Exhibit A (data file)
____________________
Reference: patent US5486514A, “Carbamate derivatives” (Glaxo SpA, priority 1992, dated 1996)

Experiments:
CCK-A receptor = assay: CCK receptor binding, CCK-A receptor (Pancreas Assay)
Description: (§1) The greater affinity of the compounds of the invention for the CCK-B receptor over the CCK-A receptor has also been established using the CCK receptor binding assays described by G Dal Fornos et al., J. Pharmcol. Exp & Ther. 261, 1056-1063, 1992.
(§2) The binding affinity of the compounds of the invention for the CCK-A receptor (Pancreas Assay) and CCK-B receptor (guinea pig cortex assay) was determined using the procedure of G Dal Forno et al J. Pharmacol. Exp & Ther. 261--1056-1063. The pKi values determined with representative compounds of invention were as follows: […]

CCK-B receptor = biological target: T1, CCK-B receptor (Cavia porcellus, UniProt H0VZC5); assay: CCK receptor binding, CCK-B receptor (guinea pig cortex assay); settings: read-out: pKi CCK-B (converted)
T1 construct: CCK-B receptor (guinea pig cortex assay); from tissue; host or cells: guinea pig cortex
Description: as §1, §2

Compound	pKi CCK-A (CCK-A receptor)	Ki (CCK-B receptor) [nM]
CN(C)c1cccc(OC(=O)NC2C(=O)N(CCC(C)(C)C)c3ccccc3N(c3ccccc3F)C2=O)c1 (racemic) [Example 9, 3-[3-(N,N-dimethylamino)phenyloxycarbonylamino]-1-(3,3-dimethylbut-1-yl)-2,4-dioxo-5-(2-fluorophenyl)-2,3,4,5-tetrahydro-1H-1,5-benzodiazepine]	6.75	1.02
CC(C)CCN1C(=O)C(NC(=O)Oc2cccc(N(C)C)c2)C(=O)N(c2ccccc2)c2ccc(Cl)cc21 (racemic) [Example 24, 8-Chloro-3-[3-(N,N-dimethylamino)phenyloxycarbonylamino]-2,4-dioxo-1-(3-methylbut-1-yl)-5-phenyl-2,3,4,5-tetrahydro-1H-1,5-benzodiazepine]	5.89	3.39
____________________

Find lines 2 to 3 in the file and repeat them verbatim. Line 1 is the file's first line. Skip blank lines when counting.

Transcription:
Experiments:
CCK-A receptor = assay: CCK receptor binding, CCK-A receptor (Pancreas Assay)